The English Defence League (EDL) recently split, with the “Infidels”, a more explicitly racist and pro-fascist grouping, breaking off.
The EDL leadership has also formed a relationship with the British Freedom Party (BFP), a splinter group from the British National Party (BNP). And BFP is attempting to position itself as the sister party to European right-wing populist groups such as the Dutch and Austrian Freedom Parties. How do these developments fit into the wider European picture?
Far-right populism and anti-immigration sentiment has a foothold right across mainland Europe. The recently published Transatlantic Trends 2011 survey reveals that across five major European countries (France, Germany, Italy, Spain and the UK — the US is also included in the survey) more than 40% of respondents viewed immigration to be “more of a problem than an opportunity”.
In the UK 68% of respondents took this view, with 71% expressing greater fears about “illegal” than “legal” immigration. 57% of UK respondents feel that there are “too many” immigrants, compared with figures between 25%-50% for the rest of Europe. When it comes to “sharing the burden” of immigration across the EU, only 18% of UK respondents (compared to 52% in France and 60% in Italy) agreed that the “burden” should be shared. Of UK respondents 58% felt that immigrants “take jobs”, 52% that they bring down wages and 63% saw them as a burden on social services.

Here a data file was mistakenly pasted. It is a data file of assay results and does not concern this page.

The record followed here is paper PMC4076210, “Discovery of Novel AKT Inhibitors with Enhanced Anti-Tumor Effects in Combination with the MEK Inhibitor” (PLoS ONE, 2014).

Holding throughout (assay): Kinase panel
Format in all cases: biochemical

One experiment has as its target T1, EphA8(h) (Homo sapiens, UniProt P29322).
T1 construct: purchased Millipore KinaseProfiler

In the UK, 44% felt that stronger border controls should be used to halt illegal immigration (the highest figure of any country) as compared to 18% in favour of increased international aid. 70% of UK respondents are in favour of the immediate deportation of “illegal immigrants”.
On the theme that occupies the attention of groups such as the EDL, BFP and sister organisations in Europe: whilst 50% of US respondents took a positive view of the “integration” of Muslim immigrants, only 44% in the UK felt the same way. Figures for the rest of Europe are just as bleak, with only 41% of Italians, 29% of Spanish, 49% of French, and 37% of Germans taking a positive view.
In the “Integration and Belonging” section of their summary report, the authors of Transatlantic Trends note that “Europeans still considered Muslim immigrants to pose higher integration challenges than other immigrants, with only 40% of Europeans rating Muslim immigrants as integrating ‘well’ or ‘very well’”.